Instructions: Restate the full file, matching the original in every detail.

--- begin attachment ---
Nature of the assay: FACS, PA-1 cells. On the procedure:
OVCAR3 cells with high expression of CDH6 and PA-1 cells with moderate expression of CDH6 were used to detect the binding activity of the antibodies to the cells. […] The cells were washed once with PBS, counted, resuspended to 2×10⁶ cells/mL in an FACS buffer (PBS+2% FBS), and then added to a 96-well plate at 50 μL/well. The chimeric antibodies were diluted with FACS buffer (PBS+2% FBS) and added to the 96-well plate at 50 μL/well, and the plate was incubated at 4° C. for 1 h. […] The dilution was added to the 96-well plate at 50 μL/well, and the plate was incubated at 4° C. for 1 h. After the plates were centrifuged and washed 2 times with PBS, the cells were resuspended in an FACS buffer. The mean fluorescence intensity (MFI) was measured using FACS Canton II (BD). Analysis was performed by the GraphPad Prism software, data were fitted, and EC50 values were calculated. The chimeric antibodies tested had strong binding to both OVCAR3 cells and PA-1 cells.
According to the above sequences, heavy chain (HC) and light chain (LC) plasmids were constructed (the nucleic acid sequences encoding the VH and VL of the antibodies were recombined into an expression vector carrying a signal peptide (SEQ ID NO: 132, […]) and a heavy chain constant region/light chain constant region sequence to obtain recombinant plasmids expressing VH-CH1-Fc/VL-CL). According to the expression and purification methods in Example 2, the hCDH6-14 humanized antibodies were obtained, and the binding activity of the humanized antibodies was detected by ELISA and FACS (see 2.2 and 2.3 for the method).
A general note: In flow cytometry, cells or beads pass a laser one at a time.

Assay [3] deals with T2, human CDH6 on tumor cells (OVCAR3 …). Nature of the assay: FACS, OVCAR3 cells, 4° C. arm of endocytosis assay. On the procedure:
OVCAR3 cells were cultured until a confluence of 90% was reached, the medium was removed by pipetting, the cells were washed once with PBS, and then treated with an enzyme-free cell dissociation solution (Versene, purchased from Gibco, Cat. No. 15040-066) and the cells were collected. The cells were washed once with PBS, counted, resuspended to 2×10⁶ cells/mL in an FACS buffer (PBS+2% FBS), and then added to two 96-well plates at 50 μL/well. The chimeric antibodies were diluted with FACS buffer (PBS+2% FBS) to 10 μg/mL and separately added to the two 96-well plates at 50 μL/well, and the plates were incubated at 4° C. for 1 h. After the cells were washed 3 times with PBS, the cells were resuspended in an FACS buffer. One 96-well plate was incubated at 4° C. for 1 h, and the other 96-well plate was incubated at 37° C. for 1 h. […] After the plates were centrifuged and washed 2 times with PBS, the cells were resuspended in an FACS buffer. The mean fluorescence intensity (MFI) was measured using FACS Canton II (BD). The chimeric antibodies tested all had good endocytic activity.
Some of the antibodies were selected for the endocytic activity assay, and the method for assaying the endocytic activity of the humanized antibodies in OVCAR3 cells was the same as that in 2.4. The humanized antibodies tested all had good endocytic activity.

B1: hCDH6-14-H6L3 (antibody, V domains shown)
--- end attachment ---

Nature of the assay: FACS, PA-1 cells. On the procedure:
OVCAR3 cells with high expression of CDH6 and PA-1 cells with moderate expression of CDH6 were used to detect the binding activity of the antibodies to the cells. […] The cells were washed once with PBS, counted, resuspended to 2×10⁶ cells/mL in an FACS buffer (PBS+2% FBS), and then added to a 96-well plate at 50 μL/well. The chimeric antibodies were diluted with FACS buffer (PBS+2% FBS) and added to the 96-well plate at 50 μL/well, and the plate was incubated at 4° C. for 1 h. […] The dilution was added to the 96-well plate at 50 μL/well, and the plate was incubated at 4° C. for 1 h. After the plates were centrifuged and washed 2 times with PBS, the cells were resuspended in an FACS buffer. The mean fluorescence intensity (MFI) was measured using FACS Canton II (BD). Analysis was performed by the GraphPad Prism software, data were fitted, and EC50 values were calculated. The chimeric antibodies tested had strong binding to both OVCAR3 cells and PA-1 cells.
According to the above sequences, heavy chain (HC) and light chain (LC) plasmids were constructed (the nucleic acid sequences encoding the VH and VL of the antibodies were recombined into an expression vector carrying a signal peptide (SEQ ID NO: 132, […]) and a heavy chain constant region/light chain constant region sequence to obtain recombinant plasmids expressing VH-CH1-Fc/VL-CL). According to the expression and purification methods in Example 2, the hCDH6-14 humanized antibodies were obtained, and the binding activity of the humanized antibodies was detected by ELISA and FACS (see 2.2 and 2.3 for the method).
A general note: In flow cytometry, cells or beads pass a laser one at a time.

Assay [3] deals with T2, human CDH6 on tumor cells (OVCAR3 …). Nature of the assay: FACS, OVCAR3 cells, 4° C. arm of endocytosis assay. On the procedure:
OVCAR3 cells were cultured until a confluence of 90% was reached, the medium was removed by pipetting, the cells were washed once with PBS, and then treated with an enzyme-free cell dissociation solution (Versene, purchased from Gibco, Cat. No. 15040-066) and the cells were collected. The cells were washed once with PBS, counted, resuspended to 2×10⁶ cells/mL in an FACS buffer (PBS+2% FBS), and then added to two 96-well plates at 50 μL/well. The chimeric antibodies were diluted with FACS buffer (PBS+2% FBS) to 10 μg/mL and separately added to the two 96-well plates at 50 μL/well, and the plates were incubated at 4° C. for 1 h. After the cells were washed 3 times with PBS, the cells were resuspended in an FACS buffer. One 96-well plate was incubated at 4° C. for 1 h, and the other 96-well plate was incubated at 37° C. for 1 h. […] After the plates were centrifuged and washed 2 times with PBS, the cells were resuspended in an FACS buffer. The mean fluorescence intensity (MFI) was measured using FACS Canton II (BD). The chimeric antibodies tested all had good endocytic activity.
Some of the antibodies were selected for the endocytic activity assay, and the method for assaying the endocytic activity of the humanized antibodies in OVCAR3 cells was the same as that in 2.4. The humanized antibodies tested all had good endocytic activity.

B1: hCDH6-14-H6L3 (antibody, V domains shown)